Agency

J.D. Vance has written a fascinating book on the anger of white male blue collar workers in rural communities. Hillbilly Elegy names a variety of factors that have contributed to this anger, an anger that Donald Trump has harnessed to become the Republican nominee for President. Global capitalism has moved manufacturing and industrial jobs out of the country to low-wage economies. The jobs created by free-trade agreements can be summed up as low-wage service work and high-wage, highly skilled work. Both of these opportunities tend to be found in urban places leaving rural communities to depend on the tourism industry. Not all rural communities are blessed with the kind of landscape that makes for an attractive tourist destination.

Vance details all of this and specifically calls out governments and big business for their insensitivity to these unemployed workers. Republican politicians play to the cultural inclinations of this demographic but support economic policies like trade agreements and smaller government that leave unemployed workers with little to hope for. Democratic politicians do support a larger role for the government in terms of retraining and supporting industry that keeps jobs in rural communities. But the Democratic Party has become an urban party, its appeal and rhetoric is aimed specifically at diverse cultural populations, highly educated and liberally inclined workers. Rural blue collar whites feel the distain and condescension of Democrats. At a fundraiser in 2008 then Presidential candidate Barack Obama told a San Francisco fundraiser that these voters are now clinging to “their religion and their guns.”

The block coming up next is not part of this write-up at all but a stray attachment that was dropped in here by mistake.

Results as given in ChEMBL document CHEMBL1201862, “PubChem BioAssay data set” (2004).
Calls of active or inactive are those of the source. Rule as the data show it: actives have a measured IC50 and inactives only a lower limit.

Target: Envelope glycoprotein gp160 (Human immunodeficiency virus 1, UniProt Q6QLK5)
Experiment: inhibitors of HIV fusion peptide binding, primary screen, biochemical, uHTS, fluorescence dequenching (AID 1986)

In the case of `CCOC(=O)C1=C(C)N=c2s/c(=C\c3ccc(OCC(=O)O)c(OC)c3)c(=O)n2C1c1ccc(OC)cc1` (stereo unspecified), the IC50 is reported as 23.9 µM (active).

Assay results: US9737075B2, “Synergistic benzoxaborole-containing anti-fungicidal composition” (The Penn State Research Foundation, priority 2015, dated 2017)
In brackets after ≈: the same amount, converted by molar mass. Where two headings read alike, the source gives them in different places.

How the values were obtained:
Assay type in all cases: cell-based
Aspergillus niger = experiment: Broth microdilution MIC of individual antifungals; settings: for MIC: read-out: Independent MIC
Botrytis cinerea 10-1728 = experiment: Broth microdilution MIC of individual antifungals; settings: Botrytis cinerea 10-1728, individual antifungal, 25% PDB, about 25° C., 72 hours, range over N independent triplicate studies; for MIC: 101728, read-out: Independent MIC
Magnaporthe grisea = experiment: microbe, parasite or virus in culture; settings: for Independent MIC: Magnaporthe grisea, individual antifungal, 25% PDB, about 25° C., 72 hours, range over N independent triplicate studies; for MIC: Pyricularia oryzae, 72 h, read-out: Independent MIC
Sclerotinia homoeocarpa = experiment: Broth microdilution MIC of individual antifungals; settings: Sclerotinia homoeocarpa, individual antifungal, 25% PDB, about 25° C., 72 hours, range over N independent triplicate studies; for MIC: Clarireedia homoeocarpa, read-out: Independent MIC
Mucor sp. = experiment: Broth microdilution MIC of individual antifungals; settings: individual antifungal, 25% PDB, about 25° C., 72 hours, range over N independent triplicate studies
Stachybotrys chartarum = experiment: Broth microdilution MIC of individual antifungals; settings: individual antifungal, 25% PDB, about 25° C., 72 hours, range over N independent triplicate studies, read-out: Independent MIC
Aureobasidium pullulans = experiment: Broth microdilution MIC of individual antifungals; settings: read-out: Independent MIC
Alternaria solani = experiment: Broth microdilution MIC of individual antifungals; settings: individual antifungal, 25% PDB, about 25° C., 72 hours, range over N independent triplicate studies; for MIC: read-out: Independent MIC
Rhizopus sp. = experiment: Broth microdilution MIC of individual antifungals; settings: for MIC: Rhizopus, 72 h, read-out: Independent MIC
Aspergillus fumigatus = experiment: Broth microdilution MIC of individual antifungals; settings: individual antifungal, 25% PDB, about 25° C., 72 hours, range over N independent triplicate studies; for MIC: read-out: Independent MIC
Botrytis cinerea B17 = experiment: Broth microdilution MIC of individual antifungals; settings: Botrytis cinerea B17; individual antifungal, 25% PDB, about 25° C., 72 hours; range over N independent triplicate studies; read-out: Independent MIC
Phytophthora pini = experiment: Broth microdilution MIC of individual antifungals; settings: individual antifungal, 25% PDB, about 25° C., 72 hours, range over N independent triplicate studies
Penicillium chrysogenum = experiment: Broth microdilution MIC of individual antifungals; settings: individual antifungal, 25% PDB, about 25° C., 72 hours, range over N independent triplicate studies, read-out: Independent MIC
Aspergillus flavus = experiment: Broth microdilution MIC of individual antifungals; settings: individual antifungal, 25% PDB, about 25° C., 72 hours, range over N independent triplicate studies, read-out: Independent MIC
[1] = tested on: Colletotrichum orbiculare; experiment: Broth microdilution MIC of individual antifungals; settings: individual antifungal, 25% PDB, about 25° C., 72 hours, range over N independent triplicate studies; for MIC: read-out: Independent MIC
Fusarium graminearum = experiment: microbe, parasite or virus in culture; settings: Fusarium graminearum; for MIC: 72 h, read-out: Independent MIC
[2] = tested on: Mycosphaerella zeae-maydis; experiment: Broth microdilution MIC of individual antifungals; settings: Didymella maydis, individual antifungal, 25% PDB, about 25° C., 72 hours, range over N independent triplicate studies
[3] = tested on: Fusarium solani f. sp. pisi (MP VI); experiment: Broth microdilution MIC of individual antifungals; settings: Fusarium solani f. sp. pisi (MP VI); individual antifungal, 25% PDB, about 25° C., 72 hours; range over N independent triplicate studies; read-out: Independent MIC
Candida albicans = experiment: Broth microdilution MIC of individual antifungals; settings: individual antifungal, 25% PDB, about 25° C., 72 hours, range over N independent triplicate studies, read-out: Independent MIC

But in addition to this diagnosis Vance also says that this community, which he knows all too well, has become a victim of “learned helplessness”. Vance grew up in a community that was predominately white, blue collar and rural. Somehow he made it into the military and from there to law school and from there to being a best-selling author. Vance says that many grow up in these communities believing there is no hope, only a “rescuer” can save them, government, large businesses that invest in the community, someone like Donald Trump.

Obviously this is not the first time someone who has “made it” looks back at others from whence they came and says, “You gave up too easily.” Needless to say there is a lot of push back from people who say it is easy for Vance to make this assessment, that chance and certain timely breaks likely had a lot to do with Vance’s success. As a white middle class male I know I was born on third base so when I touch home plate I don’t assume I hit a home run. Many of my fellow white middle class males do think themselves home run hitters and like to look at others and say, “You just need to pull yourselves up by your bootstraps.” As I say every time I hear angry talk radio, “easy for you to say.”

Still, as someone who advocates and works with people who live on the margins of society I worry about the effect of a narrative that seems to suggest there is no hope, that there is no agency, that there is nothing we can do for ourselves to make our lives better. I do think that agency is essential for human fulfillment and even for those who are born into a situation far, far, far more challenging than I could ever imagine. Setting goals, moving forward, finding dignity through one’s efforts, experiencing new plateaus, these are the gifts of human agency and we do a disservice to those we love and root for if we take that opportunity away through our rhetoric. Let’s not be part of a “learned helplessness”, let’s advocate, let’s be humble about our own advantages, but let’s encourage everyone to reach for their own goals and fulfillment.